Endangered Wolf’s 8,700-Mile Journey Ends in Tragedy
A lone female wolf had traveled more than 8,700 miles in nearly two years through California, Oregon and Nevada in search of a mate before her radio collar went silent in December 2019, The New York Times reported. Then, California Department of Fish and Wildlife biologists received an influx of data from her collar indicating she had stopped moving in California's Shasta County. On Feb. 5, they located her.
"Unfortunately, what they found was her carcass," department spokeswoman Jordan Traverso told The New York Times.
The female, named OR-54, was an important symbol for the return of wolves to California. Her father, OR-7, was the first wolf to enter California in around 100 years when he crossed south from Oregon in 2011. The event helped inspire California's Fish and Game Commission to vote to protect wolves under the state Endangered Species Act in 2014, The Washington Post pointed out.
OR-7 returned to Oregon to establish the Rogue Pack, but his offspring, who was fitted with a radio collar in Oregon in 2017, headed south again on Jan. 24, 2018 when she crossed into California to begin her journey. She spent most of the next two years in the state, despite two return trips to Oregon and one sojourn to Nevada. In California, she wandered through Butte, Lassen, Modoc, Nevada, Plumas, Shasta, Sierra, Siskiyou, Shasta and Tehama counties, The Sacramento Bee reported. As of December, she had traveled at least 8,712 miles, averaging 13 miles a day.
"After the arduous journey wolves have had to get back to California, the loss of any wolf is a step back for wolf recovery," Defenders of Wildlife senior California representative Pamela Flick said in a statement. "OR-54 traveled more than 8,700 miles, from Oregon to California and even into Nevada and was a symbol of hope for the next generation of wolves."
Sad News! The #California Department of Fish & Wildlife Service announced #OR54, an #endangered #graywolf, was foun… https://t.co/AhnXFAffOs— Defenders of Wildlife (@Defenders of Wildlife)1581099013.0
The average wolf travels 50 to 100 miles to find a mate, so OR-54's odyssey was "extraordinarily long," Misi Stine, outreach director at the International Wolf Center in Minnesota, told The New York Times.
"She's going to be one of those ones who people say, 'Wow, she was exceptional,' because we know her story," Stine said.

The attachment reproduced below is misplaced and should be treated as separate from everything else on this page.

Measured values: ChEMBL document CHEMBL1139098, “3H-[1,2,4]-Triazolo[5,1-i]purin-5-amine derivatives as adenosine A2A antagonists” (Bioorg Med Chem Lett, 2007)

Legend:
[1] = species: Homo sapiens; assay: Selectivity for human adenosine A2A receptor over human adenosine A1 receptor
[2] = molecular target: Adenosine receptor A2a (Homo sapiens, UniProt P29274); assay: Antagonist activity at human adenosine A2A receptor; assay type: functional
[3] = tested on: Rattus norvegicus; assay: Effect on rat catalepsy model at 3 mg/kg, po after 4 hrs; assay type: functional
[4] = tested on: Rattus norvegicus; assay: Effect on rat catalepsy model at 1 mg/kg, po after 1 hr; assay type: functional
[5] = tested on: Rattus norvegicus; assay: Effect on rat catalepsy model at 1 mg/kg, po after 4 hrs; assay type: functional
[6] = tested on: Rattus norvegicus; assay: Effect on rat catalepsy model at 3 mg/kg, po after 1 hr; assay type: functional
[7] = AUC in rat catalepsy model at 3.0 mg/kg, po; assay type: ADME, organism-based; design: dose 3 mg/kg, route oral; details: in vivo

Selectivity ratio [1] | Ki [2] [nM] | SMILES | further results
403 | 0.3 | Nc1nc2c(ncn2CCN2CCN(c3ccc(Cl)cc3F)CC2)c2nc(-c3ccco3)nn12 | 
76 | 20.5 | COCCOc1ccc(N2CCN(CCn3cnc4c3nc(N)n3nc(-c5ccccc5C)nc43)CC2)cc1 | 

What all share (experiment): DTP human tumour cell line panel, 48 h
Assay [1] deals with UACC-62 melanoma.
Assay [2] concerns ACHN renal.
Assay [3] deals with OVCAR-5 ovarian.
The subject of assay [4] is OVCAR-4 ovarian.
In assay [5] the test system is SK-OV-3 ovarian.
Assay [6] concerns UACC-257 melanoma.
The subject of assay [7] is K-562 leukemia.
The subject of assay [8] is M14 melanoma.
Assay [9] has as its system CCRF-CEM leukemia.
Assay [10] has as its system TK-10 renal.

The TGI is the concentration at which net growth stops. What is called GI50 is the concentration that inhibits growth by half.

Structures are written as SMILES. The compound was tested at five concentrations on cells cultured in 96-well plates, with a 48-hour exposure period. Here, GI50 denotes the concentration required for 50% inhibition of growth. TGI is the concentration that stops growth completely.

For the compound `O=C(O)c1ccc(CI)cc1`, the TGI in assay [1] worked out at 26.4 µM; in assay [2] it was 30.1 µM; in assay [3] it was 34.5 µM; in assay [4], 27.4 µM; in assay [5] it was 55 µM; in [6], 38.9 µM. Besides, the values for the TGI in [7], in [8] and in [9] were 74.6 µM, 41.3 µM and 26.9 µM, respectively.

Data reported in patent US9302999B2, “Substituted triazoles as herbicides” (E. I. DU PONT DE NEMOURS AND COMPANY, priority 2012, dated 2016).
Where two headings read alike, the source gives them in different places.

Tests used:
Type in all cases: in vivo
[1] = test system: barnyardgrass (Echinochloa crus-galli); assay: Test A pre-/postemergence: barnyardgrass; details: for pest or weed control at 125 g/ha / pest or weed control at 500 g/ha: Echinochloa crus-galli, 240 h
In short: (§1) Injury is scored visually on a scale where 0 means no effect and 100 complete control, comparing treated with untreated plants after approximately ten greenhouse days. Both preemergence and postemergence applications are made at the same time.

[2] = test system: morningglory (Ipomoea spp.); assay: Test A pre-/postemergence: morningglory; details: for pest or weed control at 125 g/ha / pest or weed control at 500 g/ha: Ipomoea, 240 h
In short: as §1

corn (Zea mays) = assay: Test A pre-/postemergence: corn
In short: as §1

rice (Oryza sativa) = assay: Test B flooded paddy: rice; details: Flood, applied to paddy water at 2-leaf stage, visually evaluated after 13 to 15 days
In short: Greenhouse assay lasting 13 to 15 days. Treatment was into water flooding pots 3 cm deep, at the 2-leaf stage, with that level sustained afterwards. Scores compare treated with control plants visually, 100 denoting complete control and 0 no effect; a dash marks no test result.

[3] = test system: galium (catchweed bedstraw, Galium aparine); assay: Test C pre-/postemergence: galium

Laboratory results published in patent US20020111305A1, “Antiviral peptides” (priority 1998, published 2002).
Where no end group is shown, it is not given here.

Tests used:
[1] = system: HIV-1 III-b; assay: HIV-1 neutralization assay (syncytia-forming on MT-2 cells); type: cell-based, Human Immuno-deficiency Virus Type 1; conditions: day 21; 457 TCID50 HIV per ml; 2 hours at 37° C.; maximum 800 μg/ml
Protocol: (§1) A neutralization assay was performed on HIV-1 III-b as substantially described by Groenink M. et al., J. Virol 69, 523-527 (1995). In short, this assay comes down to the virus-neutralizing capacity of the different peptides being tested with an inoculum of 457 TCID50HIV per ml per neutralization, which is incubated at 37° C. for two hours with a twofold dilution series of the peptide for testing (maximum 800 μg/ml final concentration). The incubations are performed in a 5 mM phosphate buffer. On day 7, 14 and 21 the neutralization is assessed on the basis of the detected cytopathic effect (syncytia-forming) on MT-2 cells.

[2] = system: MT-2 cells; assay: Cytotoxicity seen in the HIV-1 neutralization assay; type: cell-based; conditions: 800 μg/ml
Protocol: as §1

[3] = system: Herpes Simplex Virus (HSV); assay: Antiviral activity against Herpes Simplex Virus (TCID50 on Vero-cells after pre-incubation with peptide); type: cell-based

The circumstances of her death are being investigated. OR-54 was three or four when she died, and Center for Biological Diversity wolf advocate Amaroq Weiss told The Washington Post that most lone wolves only live to be four or five. They are vulnerable to attacks by other wolf packs, defensive kicks from elks, or human attacks. OR-54 did have potential human enemies, because she was suspected in at least five livestock attacks in Plumas County, according to The Sacramento Bee.
"We hope OR-54 died a natural death and wasn't killed illegally," Weiss said in a statement. "The return of wolves is a major environmental milestone in our state, and the vast majority of Californians want to see wolves recovered here."
There are 15 to 20 wolves now living in California, according to official estimates reported by The New York Times. The Trump administration has proposed stripping gray wolves of federal Endangered Species Act protections in the lower 48 states, but Weiss told The Washington Post that those protections had been essential for wolf recovery in places like California.
"We'd never have wolves coming back to California, coming to Oregon, if they hadn't been listed for federal protections," she said.
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Wisdom the mōlī, or Laysan albatross, is the oldest wild bird known to science at the age of at least 70. She is also, as of February 1, a new mother.
<div id="dadb2" class="rm-shortcode" data-rm-shortcode-id="aa2ad8cb566c9b4b6d2df2693669f6f9"><blockquote class="twitter-tweet twitter-custom-tweet" data-twitter-tweet-id="1357796504740761602" data-partner="rebelmouse"><div style="margin:1em 0">🚨Cute baby alert! Wisdom's chick has hatched!!! 🐣😍 Wisdom, a mōlī (Laysan albatross) and world’s oldest known, ban… https://t.co/Nco050ztBA</div> — USFWS Pacific Region (@USFWS Pacific Region)<a href="https://twitter.com/USFWSPacific/statuses/1357796504740761602">1612558888.0</a></blockquote></div>
By Hui Hu
Winter is supposed to be the best season for wind power – the winds are stronger, and since air density increases as the temperature drops, more force is pushing on the blades. But winter also comes with a problem: freezing weather.
Comparing rime ice and glaze ice shows how each changes the texture of the blade. Gao, Liu and Hu, 2021, CC BY-ND
Ice buildup changes air flow around the turbine blade, which can slow it down. The top photos show ice forming after 10 minutes at different temperatures in the Wind Research Tunnel. The lower measurements show airflow separation as ice accumulates. Icing Research Tunnel of Iowa State University, CC BY-ND
While traditional investment in the ocean technology sector has been tentative, growth in Israeli maritime innovations has been exponential in the last few years, and environmental concern has come to the forefront.